Notebook: Tweets, retweets and defamation

Think carefully before you tweet or retweet. Your legal responsibilities might be much more significant than you previously imagined.

On 2 November 2012 the flagship BBC news programme Newsnight broadcast a report in which it alleged an unnamed senior Conservative Party figure from the 1980s was a paedophile. The name of the alleged paedophile immediately began circulating on Twitter. The BBC report was shown to be false on 09 November by The Guardian. On 10 November George Entwistle, the director-general of the BBC, resigned. On 15 November the BBC announced that it had agreed to pay damages of £185,000 plus costs to the wrongly-accused man.

Lawyers acting for Lord Alistair McAlpine, the wrongly-accused man, announced they would sue everyone who had tweeted or retweeted the name of Lord McAlpine implying or directly saying he was a paedophile. They estimated that about 1,000 people had tweeted his name and about 9,000 had retweeted his name. They also stated that they had the software tools to identify every Twitter account which had tweeted or retweeted the name of Lord McAlpine, even if the tweet or retweet had subsequently been deleted. Lord McAlpine’s lawyers have recently announced that if those who tweeted or retweeted the name of Lord McAlpine apologise formally they will be asked only to pay a nominal sum of £5.00 in damages (to be given to charity). Those who do not apologise will be sued for defamation.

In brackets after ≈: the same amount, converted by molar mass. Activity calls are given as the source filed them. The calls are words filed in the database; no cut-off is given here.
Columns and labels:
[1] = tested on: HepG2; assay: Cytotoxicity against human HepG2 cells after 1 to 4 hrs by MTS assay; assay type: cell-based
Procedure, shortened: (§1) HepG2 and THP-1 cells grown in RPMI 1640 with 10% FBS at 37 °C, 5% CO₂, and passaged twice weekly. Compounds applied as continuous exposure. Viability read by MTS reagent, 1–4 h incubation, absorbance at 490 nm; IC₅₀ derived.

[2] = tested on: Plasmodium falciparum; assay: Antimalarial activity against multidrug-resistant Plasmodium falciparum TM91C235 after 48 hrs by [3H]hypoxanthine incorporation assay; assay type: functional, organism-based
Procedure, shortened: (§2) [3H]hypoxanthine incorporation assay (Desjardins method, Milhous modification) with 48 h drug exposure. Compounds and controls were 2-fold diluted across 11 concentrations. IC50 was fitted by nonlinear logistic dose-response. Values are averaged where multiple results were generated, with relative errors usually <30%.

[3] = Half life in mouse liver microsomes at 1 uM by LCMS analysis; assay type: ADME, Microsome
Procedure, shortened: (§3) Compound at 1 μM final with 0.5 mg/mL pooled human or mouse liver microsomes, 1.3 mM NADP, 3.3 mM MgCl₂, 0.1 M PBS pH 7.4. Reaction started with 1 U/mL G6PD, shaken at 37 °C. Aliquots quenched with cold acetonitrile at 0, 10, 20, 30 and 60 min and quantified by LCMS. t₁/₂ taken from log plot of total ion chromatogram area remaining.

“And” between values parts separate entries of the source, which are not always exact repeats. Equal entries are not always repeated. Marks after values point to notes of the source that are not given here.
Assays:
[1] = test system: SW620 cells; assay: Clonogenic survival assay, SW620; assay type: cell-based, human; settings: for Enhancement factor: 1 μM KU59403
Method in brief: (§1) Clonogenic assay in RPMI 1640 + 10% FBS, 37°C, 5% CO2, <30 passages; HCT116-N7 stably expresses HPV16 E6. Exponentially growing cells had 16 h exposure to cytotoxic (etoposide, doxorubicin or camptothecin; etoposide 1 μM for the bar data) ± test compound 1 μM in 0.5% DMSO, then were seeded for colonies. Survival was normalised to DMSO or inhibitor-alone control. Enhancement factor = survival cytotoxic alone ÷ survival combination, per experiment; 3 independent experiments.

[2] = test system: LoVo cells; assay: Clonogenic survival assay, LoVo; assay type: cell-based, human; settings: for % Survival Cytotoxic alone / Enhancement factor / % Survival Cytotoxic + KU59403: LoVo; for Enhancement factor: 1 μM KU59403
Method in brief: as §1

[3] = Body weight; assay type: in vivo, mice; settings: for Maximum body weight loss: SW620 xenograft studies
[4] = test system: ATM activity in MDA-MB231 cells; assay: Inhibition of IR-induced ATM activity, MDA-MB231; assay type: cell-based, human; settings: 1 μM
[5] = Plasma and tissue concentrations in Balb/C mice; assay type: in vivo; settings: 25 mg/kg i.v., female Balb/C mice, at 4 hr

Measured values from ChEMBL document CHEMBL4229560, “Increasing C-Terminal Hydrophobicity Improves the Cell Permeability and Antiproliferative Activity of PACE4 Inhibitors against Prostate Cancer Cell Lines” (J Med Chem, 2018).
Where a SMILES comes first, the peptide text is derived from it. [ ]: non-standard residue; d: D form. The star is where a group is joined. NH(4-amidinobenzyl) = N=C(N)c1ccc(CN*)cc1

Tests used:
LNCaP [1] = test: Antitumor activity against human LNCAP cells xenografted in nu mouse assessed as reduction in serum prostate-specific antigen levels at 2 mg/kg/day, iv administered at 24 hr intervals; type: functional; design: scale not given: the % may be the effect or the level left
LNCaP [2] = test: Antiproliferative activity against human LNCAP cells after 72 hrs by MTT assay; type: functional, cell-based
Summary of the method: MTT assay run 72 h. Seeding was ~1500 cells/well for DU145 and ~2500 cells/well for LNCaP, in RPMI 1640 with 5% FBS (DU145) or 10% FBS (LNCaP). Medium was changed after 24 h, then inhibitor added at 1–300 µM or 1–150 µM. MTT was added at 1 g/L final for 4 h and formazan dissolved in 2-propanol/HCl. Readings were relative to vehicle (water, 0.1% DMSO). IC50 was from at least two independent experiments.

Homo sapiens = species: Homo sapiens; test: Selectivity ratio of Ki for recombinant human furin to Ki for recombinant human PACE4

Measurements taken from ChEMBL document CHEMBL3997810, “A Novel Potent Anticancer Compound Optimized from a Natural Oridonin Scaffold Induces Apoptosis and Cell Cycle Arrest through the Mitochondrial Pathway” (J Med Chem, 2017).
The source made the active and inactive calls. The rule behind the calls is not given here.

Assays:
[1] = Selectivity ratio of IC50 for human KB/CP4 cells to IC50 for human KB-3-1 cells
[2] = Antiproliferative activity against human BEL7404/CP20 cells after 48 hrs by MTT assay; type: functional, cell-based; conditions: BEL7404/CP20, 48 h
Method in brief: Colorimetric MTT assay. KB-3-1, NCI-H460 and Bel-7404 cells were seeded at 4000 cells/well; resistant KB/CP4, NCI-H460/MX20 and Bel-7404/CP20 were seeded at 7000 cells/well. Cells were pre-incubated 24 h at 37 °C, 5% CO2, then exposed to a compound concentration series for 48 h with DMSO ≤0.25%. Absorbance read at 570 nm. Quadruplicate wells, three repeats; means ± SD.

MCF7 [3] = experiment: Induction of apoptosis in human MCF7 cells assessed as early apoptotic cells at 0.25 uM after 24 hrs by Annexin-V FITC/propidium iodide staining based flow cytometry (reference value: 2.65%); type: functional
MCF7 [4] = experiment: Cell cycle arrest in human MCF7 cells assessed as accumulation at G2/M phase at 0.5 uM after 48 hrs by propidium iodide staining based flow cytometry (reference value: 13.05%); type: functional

McAlpine – Defamation

mcalpine, defamation

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